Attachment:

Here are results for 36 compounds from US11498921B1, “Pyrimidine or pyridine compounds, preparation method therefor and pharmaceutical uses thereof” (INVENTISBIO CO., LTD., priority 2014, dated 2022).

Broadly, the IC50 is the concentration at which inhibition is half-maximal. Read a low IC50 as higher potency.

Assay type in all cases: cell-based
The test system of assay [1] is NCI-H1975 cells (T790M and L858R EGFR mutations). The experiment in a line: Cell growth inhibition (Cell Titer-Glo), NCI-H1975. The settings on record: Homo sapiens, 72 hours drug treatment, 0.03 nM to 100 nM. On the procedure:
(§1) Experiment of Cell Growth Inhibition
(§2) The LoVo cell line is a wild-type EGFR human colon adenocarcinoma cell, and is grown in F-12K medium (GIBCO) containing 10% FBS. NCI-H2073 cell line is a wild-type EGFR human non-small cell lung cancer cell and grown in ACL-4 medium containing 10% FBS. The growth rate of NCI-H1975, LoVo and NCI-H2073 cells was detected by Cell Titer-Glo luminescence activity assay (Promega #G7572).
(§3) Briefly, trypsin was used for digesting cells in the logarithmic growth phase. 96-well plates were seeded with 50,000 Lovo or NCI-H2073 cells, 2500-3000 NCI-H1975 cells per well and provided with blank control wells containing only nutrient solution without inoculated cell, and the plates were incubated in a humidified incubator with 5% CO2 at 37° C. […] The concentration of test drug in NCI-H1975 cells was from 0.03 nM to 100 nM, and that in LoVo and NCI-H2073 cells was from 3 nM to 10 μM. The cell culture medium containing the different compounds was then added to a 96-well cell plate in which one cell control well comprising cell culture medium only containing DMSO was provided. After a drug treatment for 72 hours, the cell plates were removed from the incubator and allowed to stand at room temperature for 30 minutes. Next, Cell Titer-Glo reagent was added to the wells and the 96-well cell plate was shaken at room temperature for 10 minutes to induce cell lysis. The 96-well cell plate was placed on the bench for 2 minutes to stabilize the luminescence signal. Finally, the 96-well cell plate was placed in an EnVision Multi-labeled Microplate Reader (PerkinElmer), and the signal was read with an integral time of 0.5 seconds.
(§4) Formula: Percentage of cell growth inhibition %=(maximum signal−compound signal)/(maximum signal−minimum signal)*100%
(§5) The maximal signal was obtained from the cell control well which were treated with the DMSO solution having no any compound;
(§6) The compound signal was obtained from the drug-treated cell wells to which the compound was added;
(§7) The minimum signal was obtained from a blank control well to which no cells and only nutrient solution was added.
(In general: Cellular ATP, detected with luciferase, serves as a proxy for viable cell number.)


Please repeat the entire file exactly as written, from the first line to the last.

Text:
Here are results for 36 compounds from US11498921B1, “Pyrimidine or pyridine compounds, preparation method therefor and pharmaceutical uses thereof” (INVENTISBIO CO., LTD., priority 2014, dated 2022).

Broadly, the IC50 is the concentration at which inhibition is half-maximal. Read a low IC50 as higher potency.

Assay type in all cases: cell-based
The test system of assay [1] is NCI-H1975 cells (T790M and L858R EGFR mutations). The experiment in a line: Cell growth inhibition (Cell Titer-Glo), NCI-H1975. The settings on record: Homo sapiens, 72 hours drug treatment, 0.03 nM to 100 nM. On the procedure:
(§1) Experiment of Cell Growth Inhibition
(§2) The LoVo cell line is a wild-type EGFR human colon adenocarcinoma cell, and is grown in F-12K medium (GIBCO) containing 10% FBS. NCI-H2073 cell line is a wild-type EGFR human non-small cell lung cancer cell and grown in ACL-4 medium containing 10% FBS. The growth rate of NCI-H1975, LoVo and NCI-H2073 cells was detected by Cell Titer-Glo luminescence activity assay (Promega #G7572).
(§3) Briefly, trypsin was used for digesting cells in the logarithmic growth phase. 96-well plates were seeded with 50,000 Lovo or NCI-H2073 cells, 2500-3000 NCI-H1975 cells per well and provided with blank control wells containing only nutrient solution without inoculated cell, and the plates were incubated in a humidified incubator with 5% CO2 at 37° C. […] The concentration of test drug in NCI-H1975 cells was from 0.03 nM to 100 nM, and that in LoVo and NCI-H2073 cells was from 3 nM to 10 μM. The cell culture medium containing the different compounds was then added to a 96-well cell plate in which one cell control well comprising cell culture medium only containing DMSO was provided. After a drug treatment for 72 hours, the cell plates were removed from the incubator and allowed to stand at room temperature for 30 minutes. Next, Cell Titer-Glo reagent was added to the wells and the 96-well cell plate was shaken at room temperature for 10 minutes to induce cell lysis. The 96-well cell plate was placed on the bench for 2 minutes to stabilize the luminescence signal. Finally, the 96-well cell plate was placed in an EnVision Multi-labeled Microplate Reader (PerkinElmer), and the signal was read with an integral time of 0.5 seconds.
(§4) Formula: Percentage of cell growth inhibition %=(maximum signal−compound signal)/(maximum signal−minimum signal)*100%
(§5) The maximal signal was obtained from the cell control well which were treated with the DMSO solution having no any compound;
(§6) The compound signal was obtained from the drug-treated cell wells to which the compound was added;
(§7) The minimum signal was obtained from a blank control well to which no cells and only nutrient solution was added.
(In general: Cellular ATP, detected with luciferase, serves as a proxy for viable cell number.)